Autumn produces the darkest night skies of the year, before the land is covered by a blanket of snow that will reflect any available light source: the moon, cabin lights, or a mushers headlamp. Darkness takes over in winter. At the winter solstice, the sun is above the horizon for just over two hours. In the preserve, the long nights combine with the commonly clear skies of a continental climate to reveal a unique, circumpolar perspective of the night skies.
A Place of Stars and Solar Activity
In Northern Athabascan cultures, stellar astronomy was an important body of knowledge that enabled people to navigate the landscape during the long winter nights, aided by the concept of a single, large human-like constellation that covered the entire night sky. The human-like figure is present throughout the darkness as it makes its round through the night. Component constellations make up the body parts of the figure. For instance, what western stargazers call the big dipper is generally considered by the Han Athabascans to be the the tail of a much larger figure, referred to as yihjah (Cannon and Holton 2014).
There are variations in the interpretation among different Northern Athabascan cultural groups, but the single, large-sky constellation appears to be a common thread. This knowledge was only recently documented, and supplants previous western views that Northern Athabascan cultures had little in the way of astronomical knowledge. The conception of a whole-sky constellation would have been important for navigation, time reckoning, weather forecasting, and cosmology that is specifically tied to lifeways embedded in a circumpolar landscape (Cannon and Holton 2014).
Aurora is ignited by the interaction of solar winds with the Earth’s magnetosphere, resulting in excitation of gases in the ionosphere that release light at heights of 60 to 300 miles above the earth’s surface (Akasofu 2002). The color of the aurora is most commonly green, but it varies with the level of solar activity and type of gases that alight in the ionosphere and can also be white, purple, pink, and red.
The strongest aurora on record is the Carrington event in 1859, when aurora was recorded in middle to tropical latitudes and disrupted nascent telegraphic infrastructure in the US and Europe (Green and Boardsen 2006). Scientists suggest an event of a similar size could have a large impact on contemporary communications, satellite, and electrical infrastructure.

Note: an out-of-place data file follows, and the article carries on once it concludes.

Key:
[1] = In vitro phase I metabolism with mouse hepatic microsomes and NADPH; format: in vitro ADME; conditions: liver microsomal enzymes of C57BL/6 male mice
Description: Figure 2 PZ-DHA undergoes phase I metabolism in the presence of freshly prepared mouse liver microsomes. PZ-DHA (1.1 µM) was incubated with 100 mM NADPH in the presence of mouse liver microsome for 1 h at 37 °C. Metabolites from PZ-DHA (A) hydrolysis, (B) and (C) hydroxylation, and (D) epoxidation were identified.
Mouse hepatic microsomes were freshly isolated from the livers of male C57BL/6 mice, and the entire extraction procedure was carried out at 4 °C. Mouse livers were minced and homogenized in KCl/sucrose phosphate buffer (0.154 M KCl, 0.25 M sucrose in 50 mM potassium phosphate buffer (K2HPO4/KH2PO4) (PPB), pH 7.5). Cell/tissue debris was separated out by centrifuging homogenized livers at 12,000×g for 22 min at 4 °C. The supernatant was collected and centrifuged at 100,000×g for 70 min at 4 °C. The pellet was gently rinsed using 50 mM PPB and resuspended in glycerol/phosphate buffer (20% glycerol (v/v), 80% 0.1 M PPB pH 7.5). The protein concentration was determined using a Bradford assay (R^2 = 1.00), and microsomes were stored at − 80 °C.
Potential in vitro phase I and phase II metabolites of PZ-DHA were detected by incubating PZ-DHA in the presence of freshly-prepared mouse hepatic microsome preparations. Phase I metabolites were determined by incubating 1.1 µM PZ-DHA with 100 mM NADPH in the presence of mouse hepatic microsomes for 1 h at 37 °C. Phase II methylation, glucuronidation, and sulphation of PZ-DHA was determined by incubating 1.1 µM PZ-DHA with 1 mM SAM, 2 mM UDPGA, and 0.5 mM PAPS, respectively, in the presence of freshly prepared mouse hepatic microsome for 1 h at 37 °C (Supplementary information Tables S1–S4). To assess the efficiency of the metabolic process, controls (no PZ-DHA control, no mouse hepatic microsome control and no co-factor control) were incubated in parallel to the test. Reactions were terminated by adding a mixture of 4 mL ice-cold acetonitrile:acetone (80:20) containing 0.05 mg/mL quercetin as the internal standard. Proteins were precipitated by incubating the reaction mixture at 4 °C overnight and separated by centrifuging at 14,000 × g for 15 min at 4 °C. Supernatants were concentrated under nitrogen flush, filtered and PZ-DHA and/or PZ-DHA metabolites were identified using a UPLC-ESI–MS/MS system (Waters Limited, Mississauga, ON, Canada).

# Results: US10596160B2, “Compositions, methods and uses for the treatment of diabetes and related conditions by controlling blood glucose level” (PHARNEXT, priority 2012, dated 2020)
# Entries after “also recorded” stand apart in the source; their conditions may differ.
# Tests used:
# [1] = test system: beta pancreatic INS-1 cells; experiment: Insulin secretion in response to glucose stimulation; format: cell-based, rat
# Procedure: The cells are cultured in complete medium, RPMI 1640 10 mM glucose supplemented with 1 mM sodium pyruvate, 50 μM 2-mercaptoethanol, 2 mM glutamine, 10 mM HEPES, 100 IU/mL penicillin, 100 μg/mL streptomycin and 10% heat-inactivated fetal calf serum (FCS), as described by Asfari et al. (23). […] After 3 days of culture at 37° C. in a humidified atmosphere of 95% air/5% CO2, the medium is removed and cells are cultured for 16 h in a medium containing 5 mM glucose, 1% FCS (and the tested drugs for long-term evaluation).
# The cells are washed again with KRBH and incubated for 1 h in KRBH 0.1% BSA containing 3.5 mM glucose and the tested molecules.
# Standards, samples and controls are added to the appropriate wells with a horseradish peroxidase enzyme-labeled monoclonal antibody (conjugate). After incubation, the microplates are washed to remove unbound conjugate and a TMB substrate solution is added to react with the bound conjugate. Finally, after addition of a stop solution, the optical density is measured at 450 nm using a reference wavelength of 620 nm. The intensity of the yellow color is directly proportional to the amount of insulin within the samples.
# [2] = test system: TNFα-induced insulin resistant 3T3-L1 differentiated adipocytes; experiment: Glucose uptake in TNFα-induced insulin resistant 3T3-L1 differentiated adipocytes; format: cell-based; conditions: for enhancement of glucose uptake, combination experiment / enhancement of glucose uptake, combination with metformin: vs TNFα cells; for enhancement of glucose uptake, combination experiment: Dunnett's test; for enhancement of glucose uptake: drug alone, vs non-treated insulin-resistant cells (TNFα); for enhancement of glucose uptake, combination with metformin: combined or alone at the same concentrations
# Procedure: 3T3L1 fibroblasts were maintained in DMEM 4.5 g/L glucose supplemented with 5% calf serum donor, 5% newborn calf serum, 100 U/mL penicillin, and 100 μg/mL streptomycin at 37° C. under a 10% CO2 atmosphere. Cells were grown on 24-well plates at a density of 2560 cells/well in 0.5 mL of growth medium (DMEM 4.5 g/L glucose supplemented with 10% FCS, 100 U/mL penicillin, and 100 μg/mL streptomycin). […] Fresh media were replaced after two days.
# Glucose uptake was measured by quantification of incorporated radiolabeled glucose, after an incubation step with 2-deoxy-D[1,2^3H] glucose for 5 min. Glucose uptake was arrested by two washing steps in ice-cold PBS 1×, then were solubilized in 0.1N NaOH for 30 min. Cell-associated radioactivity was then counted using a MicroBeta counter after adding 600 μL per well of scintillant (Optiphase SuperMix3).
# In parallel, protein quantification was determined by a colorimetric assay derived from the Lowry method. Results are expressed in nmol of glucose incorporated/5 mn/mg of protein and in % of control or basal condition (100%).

Cultural landscapes in the northern Alaska Region afford majestic views of the aurora borealis, including at Slaven’s Roadhouse, on the banks of the Yukon River. Slaven’s Roadhouse was built in 1932 near the confluence of Coal Creek with the Yukon River, and is a component of the Coal Creek Historic Mining District cultural landscape.
Among the miners in the area was Frank Slaven. He filed his first gold claim in Coal Creek in 1905, and he would work the creek throughout the early mining period before building Slaven’s Roadhouse. The roadhouse served as an important node along the river as mining operations progressed to a much larger scale.
Industrial-scale mining operations were introduced to Coal Creek in the 1930s when Gold Placers, Inc. constructed a four-story dredge that could overturn as much gravel as 2,400 miners working with a pickaxe and shovel could in a single day. Since winter conditions did not permit the extensive process of thawing the earth for dredging, mining activity was concentrated in warmer seasons; dark night skies would have been visible only in the spring and fall. During this era, Slaven’s Roadhouse provided an important stopping point for travelers along the Yukon River, especially in winter when a respite from bitterly cold weather would be more than welcome. Gold Placers, Inc. used the roadhouse area as a landing for mining equipment and supplies, and the roadhouse also served as the local mail stop.
The graph shows that contemporary levels of aurora activity are similar to what may have been visible when gold rushes struck the region and during the early mining period. Winter visitors to Slaven’s Roadhouse may have enjoyed particularly lively northern lights during the years that Gold Placer’s, Inc was dredging the creek.
A timelapse of the night sky above Slaven’s Roadhouse during the 2016 Yukon Quest shows a fantastic aurora display, the glow of the lights from the historic cabin, and the journey of yihjah as it walks across the night.
A timelapse of the aurora borealis over Slaven's Roadhouse on the Yukon River during the 2016 Yukon Quest International Sled Dog Race. Please watch in HD. NPS/Sean Tevebaugh
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Akasofu, S., Finch, Jack, & Curtis, Jan. (2002). Secrets of the aurora borealis. Alaska Geographic, 29(1). Anchorage: Alaska Geographic Society.
Basurah, H. (2004). Auroral evidence for early high solar activities. Solar Physics, 225(1), 209-212.
Beckstead, D. (2003). The World Turned Upside Down: A History of Mining on Coal Creek and Woodchopper Creek. Yukon-Charley Rivers National Preserve, Alaska: US Department of the Interior, National Park Service.
Cannon, C. and Holton, G. (2014). A newly documented whole-sky circumpolar constellation in Alaskan Gwich’in. Arctic Anthropology, 51(2), 1-8.
Green, & Boardsen. (2006). Duration and extent of the great auroral storm of 1859. Advances in Space Research, 38(2), 130-135.
Mishler, C., & Simeone, William E. (2004). Han, people of the river : Hän hwëch'in : An ethnography and ethnohistory. Fairbanks: University of Alaska Press.
SILSO, World Data Center (2018). Sunspot Number and Long-term Solar Observations, Royal Observatory of Belgium, on-line Sunspot Number catalogue: http://www.sidc.be/SILSO/, accessed April 30, 2018.